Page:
Dr Karine Taché, Professor of Anthropology at CUNY Queens College who undertook the research as an EU Marie Curie research fellow at the University of York, said: “These early pottery sites are now thought to have been important seasonal meeting points for hunter-gatherer groups, drawing communities together and, especially in periods of high abundance, promoting the cooperative harvesting of aquatic resources and new social contexts for the cooking and consumption of fish.”

Dr Oliver Craig, Reader in Archaeological Science at the University of York, said: “Combined with similar results obtained in different parts of the world, like Japan, Northern Europe or Alaska, our study points to a close association between aquatic resources and the innovation of pottery by hunter-gatherer societies. It also highlights once again the incredible potential of organic residue analysis to directly address the often posed question Why humans initially made pots?”

Original article:
york.ac.uk
Feb 3, 2015

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Clay shards discovered in Lower Galilee may mark oldest evidence for use of oil in entire Middle East.

Olive oil was used in the Land of Israel as early as 8,000 years ago, archaeologists working at an antiquities site in the Lower Galilee said Wednesday, heralding the earliest evidence for use of the staple in the country and possibly the entire Middle East.

The findings by an Israeli team were published recently in the Israel Journal of Plant Sciences and announced Wednesday.

Tests of potsherds, some dating back to 5,800 BCE, found in 2011-2013 during a salvage excavation ahead of the widening of Road 79, showed traces of olive oil remarkably similar to modern versions, researchers said.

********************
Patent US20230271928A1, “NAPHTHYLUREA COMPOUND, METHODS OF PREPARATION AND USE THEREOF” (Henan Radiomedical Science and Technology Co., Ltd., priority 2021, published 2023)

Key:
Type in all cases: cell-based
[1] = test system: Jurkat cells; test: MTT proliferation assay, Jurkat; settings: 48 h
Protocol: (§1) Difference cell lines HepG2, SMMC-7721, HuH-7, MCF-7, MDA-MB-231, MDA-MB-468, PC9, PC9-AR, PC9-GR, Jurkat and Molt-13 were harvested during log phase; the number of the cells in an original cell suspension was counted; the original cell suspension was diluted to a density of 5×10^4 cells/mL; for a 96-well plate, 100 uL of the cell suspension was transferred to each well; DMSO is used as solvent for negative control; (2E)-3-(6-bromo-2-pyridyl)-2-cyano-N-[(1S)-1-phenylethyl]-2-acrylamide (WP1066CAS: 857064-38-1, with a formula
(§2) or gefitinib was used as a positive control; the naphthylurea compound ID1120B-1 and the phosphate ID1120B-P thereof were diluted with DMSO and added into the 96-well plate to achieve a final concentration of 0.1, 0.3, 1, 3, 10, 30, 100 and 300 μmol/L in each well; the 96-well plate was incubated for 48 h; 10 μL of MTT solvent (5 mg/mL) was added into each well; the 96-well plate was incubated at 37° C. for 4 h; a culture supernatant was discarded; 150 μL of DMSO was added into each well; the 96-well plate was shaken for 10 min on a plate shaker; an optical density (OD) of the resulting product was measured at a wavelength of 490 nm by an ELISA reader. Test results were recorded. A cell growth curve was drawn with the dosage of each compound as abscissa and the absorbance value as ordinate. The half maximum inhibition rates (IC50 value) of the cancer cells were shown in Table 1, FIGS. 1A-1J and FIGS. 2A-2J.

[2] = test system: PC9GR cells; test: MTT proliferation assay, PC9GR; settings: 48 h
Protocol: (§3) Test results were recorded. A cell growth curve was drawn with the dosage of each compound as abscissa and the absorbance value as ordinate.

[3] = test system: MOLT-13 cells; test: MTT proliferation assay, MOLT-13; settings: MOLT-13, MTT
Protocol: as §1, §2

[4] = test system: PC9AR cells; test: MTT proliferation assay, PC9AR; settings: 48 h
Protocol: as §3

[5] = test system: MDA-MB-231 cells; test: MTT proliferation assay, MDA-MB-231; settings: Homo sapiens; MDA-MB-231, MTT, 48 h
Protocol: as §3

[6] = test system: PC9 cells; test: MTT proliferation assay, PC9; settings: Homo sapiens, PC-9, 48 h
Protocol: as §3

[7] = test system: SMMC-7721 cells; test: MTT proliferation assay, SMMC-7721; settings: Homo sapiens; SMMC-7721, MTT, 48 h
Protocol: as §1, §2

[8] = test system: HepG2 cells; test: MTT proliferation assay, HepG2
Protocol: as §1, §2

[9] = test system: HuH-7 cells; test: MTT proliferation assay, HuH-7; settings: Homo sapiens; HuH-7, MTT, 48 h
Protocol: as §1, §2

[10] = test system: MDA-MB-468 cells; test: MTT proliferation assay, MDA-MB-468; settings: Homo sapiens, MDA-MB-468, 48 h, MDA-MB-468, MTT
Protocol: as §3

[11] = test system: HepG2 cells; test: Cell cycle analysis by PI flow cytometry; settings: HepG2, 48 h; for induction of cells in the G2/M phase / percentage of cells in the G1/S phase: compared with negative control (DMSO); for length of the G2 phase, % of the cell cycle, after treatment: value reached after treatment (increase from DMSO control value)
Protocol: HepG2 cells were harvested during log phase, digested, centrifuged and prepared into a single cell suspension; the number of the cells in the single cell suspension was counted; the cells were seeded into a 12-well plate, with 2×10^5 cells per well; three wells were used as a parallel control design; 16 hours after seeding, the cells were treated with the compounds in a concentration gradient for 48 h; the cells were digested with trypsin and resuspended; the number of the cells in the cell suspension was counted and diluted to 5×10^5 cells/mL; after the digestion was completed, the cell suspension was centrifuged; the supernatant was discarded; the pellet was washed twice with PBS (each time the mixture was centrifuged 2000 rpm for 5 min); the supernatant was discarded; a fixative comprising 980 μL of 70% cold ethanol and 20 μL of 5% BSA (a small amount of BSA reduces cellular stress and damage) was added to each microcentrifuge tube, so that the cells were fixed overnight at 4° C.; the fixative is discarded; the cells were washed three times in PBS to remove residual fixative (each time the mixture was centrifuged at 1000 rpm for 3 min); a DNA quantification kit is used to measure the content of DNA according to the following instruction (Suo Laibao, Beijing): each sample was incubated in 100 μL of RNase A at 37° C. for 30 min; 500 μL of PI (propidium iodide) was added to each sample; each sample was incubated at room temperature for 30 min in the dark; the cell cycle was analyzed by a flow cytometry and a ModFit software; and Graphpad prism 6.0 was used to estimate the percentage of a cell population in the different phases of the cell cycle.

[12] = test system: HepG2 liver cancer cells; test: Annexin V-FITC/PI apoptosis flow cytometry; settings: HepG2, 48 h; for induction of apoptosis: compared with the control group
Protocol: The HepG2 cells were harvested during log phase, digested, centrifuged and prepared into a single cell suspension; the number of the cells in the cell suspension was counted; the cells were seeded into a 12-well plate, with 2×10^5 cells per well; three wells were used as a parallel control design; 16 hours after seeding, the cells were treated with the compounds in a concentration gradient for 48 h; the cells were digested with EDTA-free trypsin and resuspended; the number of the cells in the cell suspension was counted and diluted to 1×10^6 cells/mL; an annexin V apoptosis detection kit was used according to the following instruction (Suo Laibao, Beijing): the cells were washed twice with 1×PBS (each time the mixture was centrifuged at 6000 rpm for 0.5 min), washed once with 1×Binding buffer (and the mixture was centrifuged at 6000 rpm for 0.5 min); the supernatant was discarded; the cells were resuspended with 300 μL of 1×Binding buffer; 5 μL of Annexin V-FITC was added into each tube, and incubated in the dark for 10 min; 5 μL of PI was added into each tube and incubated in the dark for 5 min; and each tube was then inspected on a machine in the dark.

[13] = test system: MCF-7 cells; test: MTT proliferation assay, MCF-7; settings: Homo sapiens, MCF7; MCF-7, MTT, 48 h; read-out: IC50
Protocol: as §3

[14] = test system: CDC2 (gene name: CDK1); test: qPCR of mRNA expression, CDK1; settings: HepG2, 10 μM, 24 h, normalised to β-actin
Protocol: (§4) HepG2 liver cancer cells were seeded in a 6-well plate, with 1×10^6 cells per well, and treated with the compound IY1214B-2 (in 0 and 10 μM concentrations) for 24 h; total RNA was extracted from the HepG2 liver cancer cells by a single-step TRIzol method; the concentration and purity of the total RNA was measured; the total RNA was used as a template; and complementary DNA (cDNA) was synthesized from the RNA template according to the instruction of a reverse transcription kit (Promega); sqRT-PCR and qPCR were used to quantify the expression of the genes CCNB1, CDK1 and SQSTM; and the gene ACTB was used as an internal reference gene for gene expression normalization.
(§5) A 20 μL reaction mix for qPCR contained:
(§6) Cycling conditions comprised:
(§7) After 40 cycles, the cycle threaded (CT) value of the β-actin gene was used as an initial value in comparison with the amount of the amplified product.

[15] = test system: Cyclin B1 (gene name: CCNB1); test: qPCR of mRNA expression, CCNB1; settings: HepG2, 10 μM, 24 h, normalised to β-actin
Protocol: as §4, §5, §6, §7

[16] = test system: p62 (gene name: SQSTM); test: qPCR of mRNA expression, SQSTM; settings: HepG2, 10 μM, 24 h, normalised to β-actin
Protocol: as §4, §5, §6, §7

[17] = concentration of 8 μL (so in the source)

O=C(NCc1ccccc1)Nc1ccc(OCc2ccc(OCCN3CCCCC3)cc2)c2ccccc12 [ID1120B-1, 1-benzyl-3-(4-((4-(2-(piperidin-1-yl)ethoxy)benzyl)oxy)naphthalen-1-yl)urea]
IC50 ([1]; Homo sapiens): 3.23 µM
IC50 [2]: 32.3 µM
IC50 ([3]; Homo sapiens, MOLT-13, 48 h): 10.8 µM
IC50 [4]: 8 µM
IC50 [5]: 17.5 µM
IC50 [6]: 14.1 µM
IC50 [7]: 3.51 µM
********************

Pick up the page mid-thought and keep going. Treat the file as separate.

Ianir Milevski and Nimrod Getzov of the Israel Antiquities Authority methodically sampled pottery vessels found in the excavation at Ein Zippori in the Lower Galilee in order to ascertain what was stored in them and how they were used by the site’s ancient inhabitants.

“Although it is impossible to say for sure, this might be an olive species that was domesticated and joined grain and legumes – the other kinds of field crops that we know were grown then. Those crops are known from at least 2,000 years prior to the settlement at Ein Zippori. With the adoption of olive oil the basic Mediterranean diet was complete. From ancient times to the present, the Mediterranean economy has been based on high quality olive oil, grain and must, the three crops frequently mentioned in the Bible,” they said in a statement.

Their tests, conducted with Dvory Namdar of the Hebrew University of Jerusalem Institute of Earth Sciences, revealed that the pottery dating to the Early Chalcolithic period contained olive oil.

A comparison of the results of the extraction from the archaeological sherds with those of modern, one-year-old oil, showed a strong resemblance between the two, indicating a particularly high level of preservation of the ancient material, which had survived close to its original composition for almost 8,000 years.

Of the 20 pottery vessels sampled, two were found to be particularly ancient, dating to approximately 5,800 BCE.

The researchers said the findings went hand in hand with recent finds at Kfar Samir, a 7,700-year-old site now underwater off the coast of Haifa, where the oldest evidence of olive oil production was discovered.

“Now at Zippori, evidence has been found for the first time of the use of olive oil. Together with the Kfar Samir discovery, this is the earliest evidence of olive oil production in the country, and possibly the entire Levant (the Mediterranean basin),” the researchers said in a statement.

The discovery is apparently timed for the start of the holiday of Hanukkah, which Jewish tradition holds marks the second-century BCE re-dedication of the Holy Temple in Jerusalem and the miracle of a one-day supply of olive oil used to light a ceremonial menorah lasting for eight days.

Milevski said the find, dating from 5,000 years before the Hanukkah story, did not supply a definite clue as to whether the oil was used for consumption, lighting, or both. “We found two large vessels and another small one; all were probably only used to store the oil. What it was used for we can only guess.”

Small clay candles, flat bowls filled with oil in which a wick was placed and lit, “date from later periods,” he added.